42 might be the answer to life, the universe, and everything, but it’s sure not the answer to our withdrawal from baseball. The drought continues apace.
If you’ve listened at all to Gateway to Baseball Heaven or you follow my co-host Tara Wellman on any sort of social media, you know about the conflict between the major leagues and the minor leagues over the renewal of the agreement between the two. MLB is looking to reduce the number of teams and, of course, MiLB isn’t real excited about that. The problem is that the cut list isn’t always teams that have bad facilities or teams that aren’t supported. They just seem to be teams that MLB doesn’t want at the lower levels.
There’s been a lot of resistance to that by the minor leagues throughout the whole thing but with a season almost certainly to be completely wiped out–none of these quarantined teams plans have any facet for minor league baseball–it sounds like MiLB might be about to capitulate. They put out a brave statement after this report was first released, but it seems like that is more about trying to come up with the best possible outcome for all their member teams.
(I haven’t had a chance to get far into it yet, but Tara and Kyle Reis get into the whole thing on the latest Chirps podcast, which you should download if you are at all interested in the topic.)
This is, of course, not a good thing. More baseball is better. However, if the two sides are able to come up with some sort of solid organization for these teams that are missing out, can it be OK?
The smaller the town is, the more embedded their team is in the fabric of their community. So losing the team entirely would be a very bad thing. I do wonder, though, if the appeal is going to the games, watching the players, getting invested in them. In other words, while I am sure there’s a sense of pride when someone that was at Johnson City makes it up to the majors, that’s only a small part of why people go to Johnson City Cardinals games. Even if you sever that direct connection, it’s possible that people will still be involved and excited about baseball in their town.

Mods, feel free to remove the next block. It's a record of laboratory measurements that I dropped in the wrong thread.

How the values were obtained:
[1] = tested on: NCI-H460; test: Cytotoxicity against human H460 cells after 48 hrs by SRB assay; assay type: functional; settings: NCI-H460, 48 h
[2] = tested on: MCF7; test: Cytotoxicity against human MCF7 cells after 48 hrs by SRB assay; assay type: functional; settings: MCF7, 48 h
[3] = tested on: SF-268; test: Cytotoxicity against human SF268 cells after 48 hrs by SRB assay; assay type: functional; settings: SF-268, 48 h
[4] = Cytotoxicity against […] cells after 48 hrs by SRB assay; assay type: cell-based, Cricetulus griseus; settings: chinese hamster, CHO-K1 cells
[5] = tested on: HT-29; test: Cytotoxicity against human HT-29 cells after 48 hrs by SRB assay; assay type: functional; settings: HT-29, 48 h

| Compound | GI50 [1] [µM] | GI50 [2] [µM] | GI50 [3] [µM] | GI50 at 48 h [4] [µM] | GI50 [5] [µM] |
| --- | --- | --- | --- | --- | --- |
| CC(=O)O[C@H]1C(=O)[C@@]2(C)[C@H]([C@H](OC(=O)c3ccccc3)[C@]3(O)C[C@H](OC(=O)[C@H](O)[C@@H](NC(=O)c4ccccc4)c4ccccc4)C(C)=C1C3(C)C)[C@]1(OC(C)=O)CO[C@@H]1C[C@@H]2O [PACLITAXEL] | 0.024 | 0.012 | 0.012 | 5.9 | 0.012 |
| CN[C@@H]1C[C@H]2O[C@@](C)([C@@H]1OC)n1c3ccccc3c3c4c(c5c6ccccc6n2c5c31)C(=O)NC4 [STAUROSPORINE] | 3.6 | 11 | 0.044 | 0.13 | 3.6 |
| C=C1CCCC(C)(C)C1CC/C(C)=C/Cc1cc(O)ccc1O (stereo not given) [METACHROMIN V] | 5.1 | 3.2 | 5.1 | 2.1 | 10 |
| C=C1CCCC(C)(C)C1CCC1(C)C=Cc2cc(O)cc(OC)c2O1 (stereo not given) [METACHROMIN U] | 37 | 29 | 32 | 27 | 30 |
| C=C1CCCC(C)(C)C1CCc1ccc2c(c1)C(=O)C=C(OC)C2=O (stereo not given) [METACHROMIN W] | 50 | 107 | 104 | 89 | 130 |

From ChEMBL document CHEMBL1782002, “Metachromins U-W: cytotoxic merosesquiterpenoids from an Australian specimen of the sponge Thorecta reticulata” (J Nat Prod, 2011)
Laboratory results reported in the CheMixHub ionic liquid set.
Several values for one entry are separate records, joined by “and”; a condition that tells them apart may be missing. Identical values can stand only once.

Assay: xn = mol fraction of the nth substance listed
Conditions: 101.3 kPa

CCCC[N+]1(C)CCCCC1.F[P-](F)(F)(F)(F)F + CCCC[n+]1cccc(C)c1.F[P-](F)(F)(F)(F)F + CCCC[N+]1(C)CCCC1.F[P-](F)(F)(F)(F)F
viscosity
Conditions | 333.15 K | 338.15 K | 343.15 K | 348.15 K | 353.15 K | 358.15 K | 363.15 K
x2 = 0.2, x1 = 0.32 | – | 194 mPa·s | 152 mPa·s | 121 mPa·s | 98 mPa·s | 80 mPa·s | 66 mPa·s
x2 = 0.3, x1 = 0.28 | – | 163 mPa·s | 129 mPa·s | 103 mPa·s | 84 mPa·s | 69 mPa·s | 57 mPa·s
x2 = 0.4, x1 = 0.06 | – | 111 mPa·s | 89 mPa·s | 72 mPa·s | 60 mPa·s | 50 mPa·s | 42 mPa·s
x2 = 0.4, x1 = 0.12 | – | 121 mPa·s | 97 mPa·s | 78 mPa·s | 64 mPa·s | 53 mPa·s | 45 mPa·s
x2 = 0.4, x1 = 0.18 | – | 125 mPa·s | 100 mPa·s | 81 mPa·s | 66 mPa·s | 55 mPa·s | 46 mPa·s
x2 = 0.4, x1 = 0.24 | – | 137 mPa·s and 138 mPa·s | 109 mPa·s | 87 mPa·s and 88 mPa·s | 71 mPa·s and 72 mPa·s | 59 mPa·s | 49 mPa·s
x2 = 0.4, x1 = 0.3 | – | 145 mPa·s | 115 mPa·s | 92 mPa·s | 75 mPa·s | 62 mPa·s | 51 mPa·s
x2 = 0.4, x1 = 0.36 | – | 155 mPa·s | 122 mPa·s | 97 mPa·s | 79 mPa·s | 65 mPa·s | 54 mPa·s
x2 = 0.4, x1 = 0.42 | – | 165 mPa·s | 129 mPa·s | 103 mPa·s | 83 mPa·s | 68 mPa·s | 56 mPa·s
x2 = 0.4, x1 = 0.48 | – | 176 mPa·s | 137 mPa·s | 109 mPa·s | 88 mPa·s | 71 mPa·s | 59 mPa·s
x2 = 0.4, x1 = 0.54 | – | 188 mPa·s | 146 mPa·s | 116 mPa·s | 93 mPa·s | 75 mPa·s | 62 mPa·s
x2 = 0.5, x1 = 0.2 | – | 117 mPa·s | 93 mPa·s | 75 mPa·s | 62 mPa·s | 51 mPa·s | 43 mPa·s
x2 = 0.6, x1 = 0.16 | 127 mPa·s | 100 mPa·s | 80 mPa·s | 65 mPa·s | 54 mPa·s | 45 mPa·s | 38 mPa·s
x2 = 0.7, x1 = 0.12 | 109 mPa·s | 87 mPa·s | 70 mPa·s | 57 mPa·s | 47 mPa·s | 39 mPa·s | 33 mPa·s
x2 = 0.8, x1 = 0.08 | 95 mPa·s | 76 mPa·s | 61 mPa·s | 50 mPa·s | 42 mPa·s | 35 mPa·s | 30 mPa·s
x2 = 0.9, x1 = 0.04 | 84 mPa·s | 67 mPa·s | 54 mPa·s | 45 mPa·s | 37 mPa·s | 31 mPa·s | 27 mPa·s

I mean, we’ve seen the St. Paul Saints be so great about getting their attendance and having a devoted fan base and they haven’t had a MLB affiliation. So it’s possible. Maybe a good organization that emphasizes local rivalries would help as well. Plus I’m sure that major league teams will still take players off of those teams, they just can pick from all of them rather than their own.
There are problems, of course. These teams are going to, I would guess, have to pay their players now where they haven’t before. Which cuts into what is probably already a very slim profit margin, not even accounting for how much local businesses are probably going to have to pull their sponsorships after this economic downturn.
All in all, the current system would be better. MLB is trying to be penny-wise and pound-foolish and succeeding very well, it seems. Instead of trying to help out these teams that are going to be really hurting due to the pandemic, they are using the coronavirus as a way to put the MiLB under their heel. It’s a sad situation and while baseball may go on, and teams may still exist, it’s not going to be the same and there’s really no good reason that is isn’t.